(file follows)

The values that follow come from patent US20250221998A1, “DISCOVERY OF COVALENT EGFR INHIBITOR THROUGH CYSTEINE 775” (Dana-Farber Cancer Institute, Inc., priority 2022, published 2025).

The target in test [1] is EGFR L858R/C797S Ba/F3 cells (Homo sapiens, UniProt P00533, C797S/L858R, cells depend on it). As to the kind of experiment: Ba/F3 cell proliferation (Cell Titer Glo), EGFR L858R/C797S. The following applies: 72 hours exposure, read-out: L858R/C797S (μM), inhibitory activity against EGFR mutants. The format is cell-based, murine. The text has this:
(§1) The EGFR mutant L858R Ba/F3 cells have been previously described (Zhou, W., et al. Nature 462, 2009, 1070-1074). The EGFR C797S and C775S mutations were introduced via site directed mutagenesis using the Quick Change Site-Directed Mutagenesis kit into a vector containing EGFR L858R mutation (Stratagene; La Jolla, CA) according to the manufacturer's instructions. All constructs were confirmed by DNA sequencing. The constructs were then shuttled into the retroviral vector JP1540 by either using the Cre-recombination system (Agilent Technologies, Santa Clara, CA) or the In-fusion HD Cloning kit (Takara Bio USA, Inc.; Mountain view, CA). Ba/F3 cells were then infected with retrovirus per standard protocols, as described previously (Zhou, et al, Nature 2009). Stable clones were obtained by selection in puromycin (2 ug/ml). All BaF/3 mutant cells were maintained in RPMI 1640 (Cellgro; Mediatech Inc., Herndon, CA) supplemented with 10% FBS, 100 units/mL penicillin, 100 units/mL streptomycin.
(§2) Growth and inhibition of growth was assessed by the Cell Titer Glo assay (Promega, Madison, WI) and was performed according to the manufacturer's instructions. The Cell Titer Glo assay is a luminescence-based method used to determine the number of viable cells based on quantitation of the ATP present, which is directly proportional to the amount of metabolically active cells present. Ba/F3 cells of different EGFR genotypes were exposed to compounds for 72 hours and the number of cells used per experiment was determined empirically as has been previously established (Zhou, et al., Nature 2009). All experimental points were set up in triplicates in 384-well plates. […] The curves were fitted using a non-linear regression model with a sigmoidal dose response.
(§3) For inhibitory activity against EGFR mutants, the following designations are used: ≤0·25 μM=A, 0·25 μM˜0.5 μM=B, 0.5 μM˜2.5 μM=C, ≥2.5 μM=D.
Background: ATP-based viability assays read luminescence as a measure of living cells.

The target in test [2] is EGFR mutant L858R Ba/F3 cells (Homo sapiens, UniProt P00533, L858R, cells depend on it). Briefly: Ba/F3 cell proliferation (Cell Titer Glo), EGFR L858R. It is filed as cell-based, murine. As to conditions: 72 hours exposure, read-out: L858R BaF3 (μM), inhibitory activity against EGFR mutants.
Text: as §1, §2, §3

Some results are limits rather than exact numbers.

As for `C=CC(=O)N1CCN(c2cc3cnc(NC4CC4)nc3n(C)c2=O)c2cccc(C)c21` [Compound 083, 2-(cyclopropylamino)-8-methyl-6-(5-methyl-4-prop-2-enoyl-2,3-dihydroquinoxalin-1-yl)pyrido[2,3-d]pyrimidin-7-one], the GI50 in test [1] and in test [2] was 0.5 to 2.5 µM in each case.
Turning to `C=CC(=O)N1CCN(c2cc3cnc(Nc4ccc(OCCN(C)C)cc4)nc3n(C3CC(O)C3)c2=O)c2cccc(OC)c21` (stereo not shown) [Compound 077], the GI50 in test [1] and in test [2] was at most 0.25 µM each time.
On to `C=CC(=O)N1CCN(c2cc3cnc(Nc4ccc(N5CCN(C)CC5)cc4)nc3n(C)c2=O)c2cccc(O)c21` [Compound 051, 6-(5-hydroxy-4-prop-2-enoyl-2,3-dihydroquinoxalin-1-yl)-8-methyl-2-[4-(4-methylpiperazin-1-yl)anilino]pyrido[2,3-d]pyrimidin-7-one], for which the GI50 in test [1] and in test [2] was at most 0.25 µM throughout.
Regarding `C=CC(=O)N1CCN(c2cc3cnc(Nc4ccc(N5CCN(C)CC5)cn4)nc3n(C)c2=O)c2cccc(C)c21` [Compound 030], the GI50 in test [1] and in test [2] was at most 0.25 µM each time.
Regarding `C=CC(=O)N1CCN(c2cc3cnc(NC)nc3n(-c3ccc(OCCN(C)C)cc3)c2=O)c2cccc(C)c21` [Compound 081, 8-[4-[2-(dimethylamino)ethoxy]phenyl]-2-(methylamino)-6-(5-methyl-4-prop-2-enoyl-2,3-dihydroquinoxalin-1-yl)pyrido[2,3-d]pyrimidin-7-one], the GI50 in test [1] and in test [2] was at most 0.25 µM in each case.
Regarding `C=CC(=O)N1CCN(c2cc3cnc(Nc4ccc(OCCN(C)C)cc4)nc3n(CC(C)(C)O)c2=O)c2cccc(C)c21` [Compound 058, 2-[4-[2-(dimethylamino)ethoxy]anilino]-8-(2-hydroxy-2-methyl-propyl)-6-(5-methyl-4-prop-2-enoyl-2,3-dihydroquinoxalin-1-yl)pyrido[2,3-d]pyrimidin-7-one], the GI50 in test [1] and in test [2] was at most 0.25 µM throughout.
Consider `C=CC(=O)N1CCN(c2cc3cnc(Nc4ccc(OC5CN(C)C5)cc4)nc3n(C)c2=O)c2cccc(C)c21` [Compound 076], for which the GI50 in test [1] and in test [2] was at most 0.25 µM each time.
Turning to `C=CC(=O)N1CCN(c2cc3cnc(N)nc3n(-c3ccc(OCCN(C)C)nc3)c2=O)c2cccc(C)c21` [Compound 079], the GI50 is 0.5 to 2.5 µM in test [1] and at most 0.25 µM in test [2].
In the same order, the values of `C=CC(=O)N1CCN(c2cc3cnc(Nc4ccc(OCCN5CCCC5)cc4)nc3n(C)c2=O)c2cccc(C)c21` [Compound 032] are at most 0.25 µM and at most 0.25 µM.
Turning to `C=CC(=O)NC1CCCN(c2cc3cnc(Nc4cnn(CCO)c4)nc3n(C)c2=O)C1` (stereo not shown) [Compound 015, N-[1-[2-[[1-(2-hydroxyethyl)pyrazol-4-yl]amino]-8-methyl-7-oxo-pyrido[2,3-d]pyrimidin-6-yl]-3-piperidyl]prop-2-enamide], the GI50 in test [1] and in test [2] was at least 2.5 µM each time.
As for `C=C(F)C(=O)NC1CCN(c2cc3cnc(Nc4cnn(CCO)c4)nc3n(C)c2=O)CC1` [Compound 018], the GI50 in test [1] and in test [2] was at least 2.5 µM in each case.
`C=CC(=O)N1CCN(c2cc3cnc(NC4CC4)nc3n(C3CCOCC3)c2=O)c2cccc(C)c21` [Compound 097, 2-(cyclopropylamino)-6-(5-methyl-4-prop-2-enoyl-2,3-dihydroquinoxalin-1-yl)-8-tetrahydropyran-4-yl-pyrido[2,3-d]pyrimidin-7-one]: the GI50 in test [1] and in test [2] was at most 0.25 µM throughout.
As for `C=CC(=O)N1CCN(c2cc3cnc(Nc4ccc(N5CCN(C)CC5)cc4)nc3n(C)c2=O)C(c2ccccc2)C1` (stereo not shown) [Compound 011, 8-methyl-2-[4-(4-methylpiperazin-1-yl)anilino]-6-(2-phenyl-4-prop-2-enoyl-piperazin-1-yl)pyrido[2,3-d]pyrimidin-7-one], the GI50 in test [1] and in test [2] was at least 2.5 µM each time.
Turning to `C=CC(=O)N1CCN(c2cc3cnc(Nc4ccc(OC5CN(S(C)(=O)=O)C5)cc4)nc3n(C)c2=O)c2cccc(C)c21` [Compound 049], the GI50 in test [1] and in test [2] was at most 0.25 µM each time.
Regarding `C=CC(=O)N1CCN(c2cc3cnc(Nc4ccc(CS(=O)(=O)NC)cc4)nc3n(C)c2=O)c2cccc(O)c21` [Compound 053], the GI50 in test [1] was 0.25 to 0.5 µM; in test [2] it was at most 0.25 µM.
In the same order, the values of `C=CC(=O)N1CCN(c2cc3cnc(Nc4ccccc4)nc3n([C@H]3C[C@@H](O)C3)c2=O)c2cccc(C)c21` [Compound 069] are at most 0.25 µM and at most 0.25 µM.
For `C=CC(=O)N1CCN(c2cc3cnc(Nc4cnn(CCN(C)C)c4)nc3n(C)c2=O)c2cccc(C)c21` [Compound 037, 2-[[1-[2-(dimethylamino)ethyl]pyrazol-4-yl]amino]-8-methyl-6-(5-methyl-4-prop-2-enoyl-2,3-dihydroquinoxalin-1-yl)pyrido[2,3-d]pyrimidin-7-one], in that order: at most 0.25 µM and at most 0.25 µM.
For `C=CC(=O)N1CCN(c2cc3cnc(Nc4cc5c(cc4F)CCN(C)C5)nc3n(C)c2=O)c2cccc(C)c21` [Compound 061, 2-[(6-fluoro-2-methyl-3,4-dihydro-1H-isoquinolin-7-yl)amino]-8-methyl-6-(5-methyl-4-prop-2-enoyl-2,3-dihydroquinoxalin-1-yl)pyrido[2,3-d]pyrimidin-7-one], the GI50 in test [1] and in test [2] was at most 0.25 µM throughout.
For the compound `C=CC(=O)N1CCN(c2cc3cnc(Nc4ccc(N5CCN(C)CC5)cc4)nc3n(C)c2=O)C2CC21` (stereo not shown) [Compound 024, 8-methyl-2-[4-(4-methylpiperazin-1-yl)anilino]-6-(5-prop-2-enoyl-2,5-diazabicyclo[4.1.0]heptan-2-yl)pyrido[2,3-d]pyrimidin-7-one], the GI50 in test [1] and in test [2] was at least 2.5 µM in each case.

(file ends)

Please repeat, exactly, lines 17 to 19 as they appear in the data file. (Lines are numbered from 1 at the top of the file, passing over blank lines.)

Turning to `C=CC(=O)N1CCN(c2cc3cnc(N)nc3n(-c3ccc(OCCN(C)C)nc3)c2=O)c2cccc(C)c21` [Compound 079], the GI50 is 0.5 to 2.5 µM in test [1] and at most 0.25 µM in test [2].
In the same order, the values of `C=CC(=O)N1CCN(c2cc3cnc(Nc4ccc(OCCN5CCCC5)cc4)nc3n(C)c2=O)c2cccc(C)c21` [Compound 032] are at most 0.25 µM and at most 0.25 µM.
Turning to `C=CC(=O)NC1CCCN(c2cc3cnc(Nc4cnn(CCO)c4)nc3n(C)c2=O)C1` (stereo not shown) [Compound 015, N-[1-[2-[[1-(2-hydroxyethyl)pyrazol-4-yl]amino]-8-methyl-7-oxo-pyrido[2,3-d]pyrimidin-6-yl]-3-piperidyl]prop-2-enamide], the GI50 in test [1] and in test [2] was at least 2.5 µM each time.